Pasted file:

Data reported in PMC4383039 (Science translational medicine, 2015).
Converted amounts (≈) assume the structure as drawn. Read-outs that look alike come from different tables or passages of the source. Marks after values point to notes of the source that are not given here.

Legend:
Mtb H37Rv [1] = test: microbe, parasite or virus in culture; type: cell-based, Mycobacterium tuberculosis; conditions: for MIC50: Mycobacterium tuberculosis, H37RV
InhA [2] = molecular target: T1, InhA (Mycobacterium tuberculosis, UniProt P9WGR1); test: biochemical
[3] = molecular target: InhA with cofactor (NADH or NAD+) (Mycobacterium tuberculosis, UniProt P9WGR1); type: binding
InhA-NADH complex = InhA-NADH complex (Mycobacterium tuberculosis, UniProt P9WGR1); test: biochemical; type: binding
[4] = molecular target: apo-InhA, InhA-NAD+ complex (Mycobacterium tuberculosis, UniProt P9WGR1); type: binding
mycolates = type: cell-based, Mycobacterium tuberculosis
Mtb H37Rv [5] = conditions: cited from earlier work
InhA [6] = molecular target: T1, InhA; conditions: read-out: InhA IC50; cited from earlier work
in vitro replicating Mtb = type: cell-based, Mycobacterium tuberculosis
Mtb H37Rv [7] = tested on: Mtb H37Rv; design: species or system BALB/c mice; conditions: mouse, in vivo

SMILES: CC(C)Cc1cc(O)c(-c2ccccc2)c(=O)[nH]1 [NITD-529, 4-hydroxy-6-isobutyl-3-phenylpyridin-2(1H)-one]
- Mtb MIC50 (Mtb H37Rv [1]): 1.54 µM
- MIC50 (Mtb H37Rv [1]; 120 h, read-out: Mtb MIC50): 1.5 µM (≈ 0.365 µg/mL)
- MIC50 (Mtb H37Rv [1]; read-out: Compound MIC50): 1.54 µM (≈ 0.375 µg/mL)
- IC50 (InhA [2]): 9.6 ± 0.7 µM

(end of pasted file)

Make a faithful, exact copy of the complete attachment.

Data reported in PMC4383039 (Science translational medicine, 2015).
Converted amounts (≈) assume the structure as drawn. Read-outs that look alike come from different tables or passages of the source. Marks after values point to notes of the source that are not given here.

Legend:
Mtb H37Rv [1] = test: microbe, parasite or virus in culture; type: cell-based, Mycobacterium tuberculosis; conditions: for MIC50: Mycobacterium tuberculosis, H37RV
InhA [2] = molecular target: T1, InhA (Mycobacterium tuberculosis, UniProt P9WGR1); test: biochemical
[3] = molecular target: InhA with cofactor (NADH or NAD+) (Mycobacterium tuberculosis, UniProt P9WGR1); type: binding
InhA-NADH complex = InhA-NADH complex (Mycobacterium tuberculosis, UniProt P9WGR1); test: biochemical; type: binding
[4] = molecular target: apo-InhA, InhA-NAD+ complex (Mycobacterium tuberculosis, UniProt P9WGR1); type: binding
mycolates = type: cell-based, Mycobacterium tuberculosis
Mtb H37Rv [5] = conditions: cited from earlier work
InhA [6] = molecular target: T1, InhA; conditions: read-out: InhA IC50; cited from earlier work
in vitro replicating Mtb = type: cell-based, Mycobacterium tuberculosis
Mtb H37Rv [7] = tested on: Mtb H37Rv; design: species or system BALB/c mice; conditions: mouse, in vivo

SMILES: CC(C)Cc1cc(O)c(-c2ccccc2)c(=O)[nH]1 [NITD-529, 4-hydroxy-6-isobutyl-3-phenylpyridin-2(1H)-one]
- Mtb MIC50 (Mtb H37Rv [1]): 1.54 µM
- MIC50 (Mtb H37Rv [1]; 120 h, read-out: Mtb MIC50): 1.5 µM (≈ 0.365 µg/mL)
- MIC50 (Mtb H37Rv [1]; read-out: Compound MIC50): 1.54 µM (≈ 0.375 µg/mL)
- IC50 (InhA [2]): 9.6 ± 0.7 µM